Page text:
We’ve all heard of crypto scams. Not too many years ago, few people had heard of bitcoin and digital currencies. Now hardly a day goes by that we don’t see a new story about crypto currency scams.
It’s gotten to the point where people wonder if cryptocurrencies are legitimate. If there are so many frauds involving digital currencies, isn’t there reason to suspect that crypto is a scam?
Actually, there is nothing inherently fraudulent about cryptocurrencies. Unfortunately, there are many who want to take advantage of some of the properties of digital currencies to commit fraud, but this isn’t mean to reflect on the legitimacy of digital currencies themselves.
Why do cryptocurrencies attract so many fraudsters? First, the blockchain is anonymous. Although every transaction is recorded on the blockchain forever, all bitcoin wallets are anonymous. This is a boon for people who want to run an illegal operation. They can get away with the money without having to put their name on it.
However, one thing crypto scammers don’t count on are experts like Broker Complaint Registry. Our crypto trace technology and bitcoin forensics can unmask identities on the blockchain. We can find out who stole your money and create investigative reports to help you retrieve your funds.
The following are the biggest crypto scams and the ones that you are most likely to come across online. If you see any of the following schemes, know the signs and stay away.
Crypto Trading scams are among the most common types of digital currency schemes. Trading is an easy way to convince people to give you money without having to show anything for it right away. That’s one reason trading schemes abound.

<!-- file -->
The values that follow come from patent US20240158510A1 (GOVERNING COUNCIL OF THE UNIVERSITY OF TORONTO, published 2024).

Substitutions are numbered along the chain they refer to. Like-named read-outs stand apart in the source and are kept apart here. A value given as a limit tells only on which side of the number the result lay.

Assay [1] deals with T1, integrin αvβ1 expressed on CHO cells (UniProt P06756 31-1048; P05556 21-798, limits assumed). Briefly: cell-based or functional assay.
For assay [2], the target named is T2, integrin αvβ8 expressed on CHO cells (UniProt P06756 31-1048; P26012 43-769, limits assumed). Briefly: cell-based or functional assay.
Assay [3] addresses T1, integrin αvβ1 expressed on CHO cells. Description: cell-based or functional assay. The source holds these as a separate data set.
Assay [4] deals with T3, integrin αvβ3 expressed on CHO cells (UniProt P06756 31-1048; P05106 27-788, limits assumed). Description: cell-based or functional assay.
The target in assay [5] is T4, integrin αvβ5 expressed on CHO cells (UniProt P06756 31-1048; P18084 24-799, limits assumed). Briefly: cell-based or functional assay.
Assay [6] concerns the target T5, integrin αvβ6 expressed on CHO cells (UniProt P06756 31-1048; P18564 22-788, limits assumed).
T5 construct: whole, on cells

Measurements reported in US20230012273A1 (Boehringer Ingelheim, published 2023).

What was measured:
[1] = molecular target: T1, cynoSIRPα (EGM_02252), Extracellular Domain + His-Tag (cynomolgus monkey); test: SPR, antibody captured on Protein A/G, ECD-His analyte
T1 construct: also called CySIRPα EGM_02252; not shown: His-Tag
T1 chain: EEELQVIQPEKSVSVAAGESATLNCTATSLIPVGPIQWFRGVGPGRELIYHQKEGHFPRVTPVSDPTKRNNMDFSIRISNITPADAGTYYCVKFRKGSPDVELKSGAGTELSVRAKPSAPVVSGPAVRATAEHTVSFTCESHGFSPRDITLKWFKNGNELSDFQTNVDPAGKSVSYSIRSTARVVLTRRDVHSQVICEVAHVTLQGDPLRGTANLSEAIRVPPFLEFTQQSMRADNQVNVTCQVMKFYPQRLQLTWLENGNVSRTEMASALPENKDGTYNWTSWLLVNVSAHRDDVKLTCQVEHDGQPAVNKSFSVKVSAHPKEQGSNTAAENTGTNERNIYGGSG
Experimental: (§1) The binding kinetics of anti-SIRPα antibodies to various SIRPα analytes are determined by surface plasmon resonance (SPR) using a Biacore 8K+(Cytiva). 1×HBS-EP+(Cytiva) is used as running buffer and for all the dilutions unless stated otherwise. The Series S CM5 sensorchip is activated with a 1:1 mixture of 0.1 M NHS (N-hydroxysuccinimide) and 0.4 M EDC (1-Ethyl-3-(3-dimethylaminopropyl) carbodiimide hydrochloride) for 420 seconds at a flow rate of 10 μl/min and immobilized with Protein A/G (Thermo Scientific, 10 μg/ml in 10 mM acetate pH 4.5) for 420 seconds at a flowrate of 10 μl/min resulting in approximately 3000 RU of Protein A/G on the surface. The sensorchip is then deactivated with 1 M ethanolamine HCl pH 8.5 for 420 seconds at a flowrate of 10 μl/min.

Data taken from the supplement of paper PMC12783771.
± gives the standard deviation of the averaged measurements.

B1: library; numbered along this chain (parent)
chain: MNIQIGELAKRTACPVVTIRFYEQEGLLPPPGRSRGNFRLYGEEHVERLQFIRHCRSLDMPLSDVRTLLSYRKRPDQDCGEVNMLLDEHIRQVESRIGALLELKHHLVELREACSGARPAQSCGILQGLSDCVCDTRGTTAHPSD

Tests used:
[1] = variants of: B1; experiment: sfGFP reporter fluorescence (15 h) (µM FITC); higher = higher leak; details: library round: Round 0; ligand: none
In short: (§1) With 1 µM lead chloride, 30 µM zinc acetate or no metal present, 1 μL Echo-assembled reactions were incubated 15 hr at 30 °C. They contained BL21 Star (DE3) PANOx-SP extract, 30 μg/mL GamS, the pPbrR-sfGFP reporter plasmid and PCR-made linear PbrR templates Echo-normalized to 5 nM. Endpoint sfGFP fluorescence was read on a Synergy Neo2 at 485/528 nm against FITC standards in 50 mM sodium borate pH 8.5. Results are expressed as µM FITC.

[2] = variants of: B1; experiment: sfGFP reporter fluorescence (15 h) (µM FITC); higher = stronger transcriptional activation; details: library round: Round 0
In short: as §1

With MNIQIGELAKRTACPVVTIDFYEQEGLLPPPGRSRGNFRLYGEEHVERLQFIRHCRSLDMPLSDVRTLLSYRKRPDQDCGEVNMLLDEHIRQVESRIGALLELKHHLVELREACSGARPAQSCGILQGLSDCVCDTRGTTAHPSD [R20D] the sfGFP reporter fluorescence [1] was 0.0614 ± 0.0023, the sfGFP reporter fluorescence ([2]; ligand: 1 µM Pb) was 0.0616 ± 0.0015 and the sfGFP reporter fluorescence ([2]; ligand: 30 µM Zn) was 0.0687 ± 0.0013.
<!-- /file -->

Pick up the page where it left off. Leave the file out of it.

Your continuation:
Since cryptocurrencies fluctuate in value and there are so many types of virtual coins, people may see them as ripe for speculation. Crypto fans may want to trade the next bit crypto coin. Others think that crypto is the wave of the future and don’t want to miss out.
Fake brokers may offer trading of cryptocurrencies, or they may insist people fund their accounts only with crypto, or both. Some brokers have the audacity to accept regular payment payments and say they will only offer withdrawals in worthless coins or tokens. Many, however, disappear without granting any withdrawal at all.
Whatsapp is a convenient way of messaging, but there is very little oversight. Texting isn’t the same as a social media platform or even a crypto exchange. Many people love the ease and quick messaging of Whatsapp, but there is plenty of Whatsapp spam in groups.
Some crypto brokers who find clients on social media encourage them to continue their conversation on Whatsapp, where there is no oversight. It’s safe to say, don’t pass on any sensitive information on Whatsapp.
Finding love online is okay. However, too many people lose their money as well as their hearts. If someone has struck your fancy, those feelings should fade pretty quickly if they then ask you for money. The way many of these romance scams work is they get the other person interested in them, build up their trust, and then they come up with a story about how they need a few hundred or thousand dollars to pay to get a hold of their hidden fortune. It’s sad how often this works, but it does. Love and money don’t mix.